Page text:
The source for the Sailor Jerry passage here.

Acknowledgements

Thanks to Michael Margolis, I am thinking more about story telling these days.  See his website here.

10 thoughts on “Tito’s versus Sailor Jerry (new cliches in the world of marketing)”

  1. So glad somebody finally said this. It’s all very coy, quaint, formulaic — and leads to the ridiculous faux-Romanticism of things like Starbucks and Panera. It’s also entirely infantile, in the most Freudian of ways: “look…I made this.” Every effort is not art; every worker is not a craftsman. And that is the second and more insulting implication of these “artisanal” lies: they suggest the paying of false honor to the often less educated and thus provide self-engineered forgiveness for those who throw their disposable incomes to “this really great local” whatever whilst still tearing through Costco every other Saturday.

  2. Protagonist immerses themselves in corrupt world – protagonist undergoes crisis of conscience and wanders in the wilderness — protagonist finds pure unadulterated self and true vocation in slightly self-absorbed way: this is the classical formula of hagiography, no?

  3. great comments! in my case, “the story” of oil guy turned environmental guy turned mortgage guy turned vodka guy does make a good story to tell at a bar, or in the wsj. i didnt contrive it. i didnt think about it as i was doing it. most of it was not my desired outcome. no one would put money in (i wanted them to), did it on my own with no employees (that was a major ass pain), blah, blah, blah. i know, its alot to take in, i promise it sucked living the “wilderness” part of it. But it’s better than rolling over and believing that the American Dream is dead, that corporate America has jimmied the system where you cant make it anymore and showing up to your cubicle everyday wishing you could change your life but not having enough life left in you to make a change. insert gun to head here. i came up with the label and logo on my computer and make vodka that i like to drink. i am very thankful that my taste is in the bell curve of what others like to drink. by the way, we make our vodka by taking our hands and bringing a test tube to our lips and tasting it. no gas chromatograph mass spectrometer bs. anyway, i do understand your comments. i will have to say that at times i have felt like i am Col Sanders out peddling chicken (im thankful its vodka not chicken) and so i can see the self absorbed issue, but, thats what i do for a living and i love it. i love making it, drinking it, selling it, its all good. i just wish people would quit copying me so you wouldnt be so sick of it! i promise if you just drink 3 or 4 Titos you will get over the whole “handmade” thing. keep up the good work, cheers, Tito Beveridge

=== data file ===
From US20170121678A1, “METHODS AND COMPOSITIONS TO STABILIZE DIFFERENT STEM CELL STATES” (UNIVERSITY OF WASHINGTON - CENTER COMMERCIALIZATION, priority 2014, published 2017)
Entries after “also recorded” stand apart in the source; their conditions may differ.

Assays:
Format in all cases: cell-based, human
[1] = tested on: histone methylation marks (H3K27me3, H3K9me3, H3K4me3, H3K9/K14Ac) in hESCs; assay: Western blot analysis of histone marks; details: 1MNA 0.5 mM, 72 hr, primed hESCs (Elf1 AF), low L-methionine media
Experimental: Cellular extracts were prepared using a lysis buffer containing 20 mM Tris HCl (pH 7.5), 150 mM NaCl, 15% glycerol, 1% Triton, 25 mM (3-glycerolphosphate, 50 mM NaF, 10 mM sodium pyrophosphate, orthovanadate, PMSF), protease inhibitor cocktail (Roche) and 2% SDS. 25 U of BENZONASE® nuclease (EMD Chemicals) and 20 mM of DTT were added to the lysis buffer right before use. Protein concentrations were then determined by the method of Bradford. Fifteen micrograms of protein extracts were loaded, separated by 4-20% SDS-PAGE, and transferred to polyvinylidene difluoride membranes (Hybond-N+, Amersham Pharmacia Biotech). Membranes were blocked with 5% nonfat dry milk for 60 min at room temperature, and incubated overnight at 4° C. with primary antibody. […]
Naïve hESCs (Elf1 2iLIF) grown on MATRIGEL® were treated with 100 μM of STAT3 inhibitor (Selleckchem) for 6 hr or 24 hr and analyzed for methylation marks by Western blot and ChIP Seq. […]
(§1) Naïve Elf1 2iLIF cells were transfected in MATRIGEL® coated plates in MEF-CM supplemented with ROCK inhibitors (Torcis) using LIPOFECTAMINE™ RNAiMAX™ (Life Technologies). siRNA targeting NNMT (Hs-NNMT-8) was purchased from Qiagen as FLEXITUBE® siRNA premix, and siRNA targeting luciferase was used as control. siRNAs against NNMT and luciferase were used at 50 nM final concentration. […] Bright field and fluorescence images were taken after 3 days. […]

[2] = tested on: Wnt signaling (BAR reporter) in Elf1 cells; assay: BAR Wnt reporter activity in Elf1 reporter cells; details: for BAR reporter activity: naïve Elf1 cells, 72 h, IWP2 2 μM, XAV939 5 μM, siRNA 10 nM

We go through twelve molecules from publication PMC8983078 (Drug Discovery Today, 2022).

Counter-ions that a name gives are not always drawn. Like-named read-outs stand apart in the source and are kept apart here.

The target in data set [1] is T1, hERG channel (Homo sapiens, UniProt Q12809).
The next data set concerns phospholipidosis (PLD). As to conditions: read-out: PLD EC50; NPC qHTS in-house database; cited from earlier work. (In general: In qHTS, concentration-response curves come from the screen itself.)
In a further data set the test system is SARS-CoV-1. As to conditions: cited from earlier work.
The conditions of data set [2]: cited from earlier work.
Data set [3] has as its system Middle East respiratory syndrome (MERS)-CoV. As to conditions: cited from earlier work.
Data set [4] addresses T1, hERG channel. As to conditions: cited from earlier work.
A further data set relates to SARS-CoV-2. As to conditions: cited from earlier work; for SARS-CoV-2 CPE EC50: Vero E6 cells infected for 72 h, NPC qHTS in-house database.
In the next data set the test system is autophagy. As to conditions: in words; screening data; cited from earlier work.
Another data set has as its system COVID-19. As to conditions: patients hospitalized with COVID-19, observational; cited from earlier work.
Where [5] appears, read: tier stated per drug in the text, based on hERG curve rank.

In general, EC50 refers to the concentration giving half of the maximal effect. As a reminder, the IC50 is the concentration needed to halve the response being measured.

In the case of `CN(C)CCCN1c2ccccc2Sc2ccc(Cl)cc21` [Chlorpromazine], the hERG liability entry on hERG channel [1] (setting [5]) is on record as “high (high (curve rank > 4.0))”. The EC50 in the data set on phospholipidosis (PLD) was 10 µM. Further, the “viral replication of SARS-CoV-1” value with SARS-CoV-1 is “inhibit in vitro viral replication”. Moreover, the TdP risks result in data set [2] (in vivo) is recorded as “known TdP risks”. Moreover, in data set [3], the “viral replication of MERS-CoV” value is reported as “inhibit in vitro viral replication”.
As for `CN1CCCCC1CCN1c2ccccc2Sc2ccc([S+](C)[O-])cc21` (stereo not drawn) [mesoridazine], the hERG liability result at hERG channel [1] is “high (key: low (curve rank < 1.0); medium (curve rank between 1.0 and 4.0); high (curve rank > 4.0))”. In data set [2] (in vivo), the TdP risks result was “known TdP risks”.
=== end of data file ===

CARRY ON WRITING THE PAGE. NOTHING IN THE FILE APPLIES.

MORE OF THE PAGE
founder, owner, distiller, Tito’s HANDMADE Vodka!

  4. Nice article. I agree wholeheartedly about the pretension built into many artisan brands. But it is true that people like myself want authenticity and passion from products we buy. We’re looking behind the packaging for the story. What’s the story at a big brand? “We hired a firm to do a 6month market analysis and they have found that market X is where we should see the greatest capacity for growth.”

    The issue is authenticity. But digging into the story behind these 2 brands I come to a different conclusion. This comparison seems more about authenticity vs borrowed authenticity.

    I dig the heck out of the Sailor Jerry visual identity. But from the little I know about these 2 brands I’d say this: one brand bought someone else’s authenticty while the other is slowly building his own.

    Which seems more authentic and worthy of a respectful story when belly up at the bar: a professional marketer buys the estate of a tattoo artist Jerry Collins, crafts a brand around that purchase, and sells rum, ashtrays, playing cards, shoes and other shwag?

    A marketer who co-opts “authenticity” by making a purchase? Or on the other hand a guy, Tito, who is trying to build his own story from the ground up by what he has created himself?

    Not to knock the Sailor Jerry brand. Again I dig the heck out of it. And I respect what that Philly marketing agency has been able to build and accomplish. But if you are talking about authenticity: it is built on the foundation of someone else’s authenticity. They didn’t create Jerry Collin’s authenticity: they promote it.

    I’m sure Tito’s story isn’t as vivid as Jerry Collin’s. But then again, Tito actually has to live his story. Maybe he should consider buying the estate of someone more colorful than himself and subsume that identity? Ha. Really a colorful life and brand is his for the making.

    Digging your blog Grant. Bookmarked.